You could say that humorists see the world as one big joke. And that’s not a bad thing! Humor isn’t just a way to make fun of things, of course, but also to “peer behind the veil” and see what’s really going on. To find humor everywhere is to understand that there is much more to the world than meets the eye. It also means that the Humorist is able to understand and adapt to the changing nature of reality and culture. The flash of insight that comes from a joke is nearly identical to the flash of insight that comes with spiritual enlightenment. Satori and satire are basically the same thing to the Humorist.
If animal studies are anything to go by, laughter and the propensity to play are directly correlated with intelligence. The more intelligent the animal, the more likely they are to show a capacity for humor. Perhaps the same could be said about human beings. Spiritual adepts often show a great capacity for laughter — much of the Jewish, Zen, Yogist and Daoist religious canons contain a great deal of humor.
Modern evolutionary psychology has speculated on why humor might have evolved in the first place, but has arrived at no definitive conclusions. It seems that the human relationship with humor may be as mysterious as our relationship with religion, but that it nevertheless helps to strengthen social bonds and intellectual creativity. One might even wonder if they aren’t the same thing — a cultural adaptation designed to help us make sense of the world together.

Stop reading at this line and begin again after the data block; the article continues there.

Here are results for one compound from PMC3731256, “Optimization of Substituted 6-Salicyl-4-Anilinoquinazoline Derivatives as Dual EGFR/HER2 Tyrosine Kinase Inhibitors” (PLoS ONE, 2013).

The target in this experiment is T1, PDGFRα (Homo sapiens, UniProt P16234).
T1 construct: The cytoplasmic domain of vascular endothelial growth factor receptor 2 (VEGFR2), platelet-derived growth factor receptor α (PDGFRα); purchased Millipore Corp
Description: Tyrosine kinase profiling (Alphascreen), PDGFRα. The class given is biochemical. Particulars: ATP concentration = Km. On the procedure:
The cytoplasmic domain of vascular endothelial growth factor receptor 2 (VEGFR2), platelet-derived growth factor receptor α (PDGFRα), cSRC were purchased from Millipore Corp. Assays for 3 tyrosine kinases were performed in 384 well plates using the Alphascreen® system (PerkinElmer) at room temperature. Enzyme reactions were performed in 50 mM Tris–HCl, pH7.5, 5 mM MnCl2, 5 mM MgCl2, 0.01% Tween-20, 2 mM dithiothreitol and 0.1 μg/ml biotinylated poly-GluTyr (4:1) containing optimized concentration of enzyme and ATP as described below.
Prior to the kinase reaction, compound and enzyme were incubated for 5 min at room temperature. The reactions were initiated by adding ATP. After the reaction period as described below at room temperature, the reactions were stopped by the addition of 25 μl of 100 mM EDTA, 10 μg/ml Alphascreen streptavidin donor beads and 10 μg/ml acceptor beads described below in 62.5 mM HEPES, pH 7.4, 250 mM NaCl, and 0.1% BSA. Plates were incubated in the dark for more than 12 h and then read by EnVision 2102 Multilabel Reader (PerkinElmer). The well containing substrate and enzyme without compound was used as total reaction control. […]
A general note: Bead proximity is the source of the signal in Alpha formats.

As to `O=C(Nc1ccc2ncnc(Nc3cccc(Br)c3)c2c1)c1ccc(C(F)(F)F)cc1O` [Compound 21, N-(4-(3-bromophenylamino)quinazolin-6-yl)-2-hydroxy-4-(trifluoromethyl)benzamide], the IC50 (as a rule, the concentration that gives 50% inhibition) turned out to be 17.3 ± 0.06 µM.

Collecting, telling and writing jokes is perhaps the most obvious means for the Humorist to practice their religion. Attending comedy performances, workshops and classes help Humorists become more adept. Finally, studying theories of humor can also provide spiritual insight. The important thing for the practicing Humorist, however, is not to necessarily be funny themselves, but to learn to appreciate humor, that is, to see humor everywhere. To understand the absurdity and temporariness of the human condition is one of the greatest spiritual perspectives we can attain.
The evolution of humor (pdf)
Seriousness, young man, is an accident of time. It consists, I don’t mind telling you in confidence, in putting too high a value on time. I, too, once put too high a value on time. For that reason I wished to be a hundred years old. In eternity, however, there is no time, you see. Eternity is a mere moment, just long enough for a joke.
— Hermann Hesse
If I had no sense of humor, I would long ago have committed suicide.
— Mahatma Gandhi
Comedy is simply a funny way of being serious.
— Peter Ustinov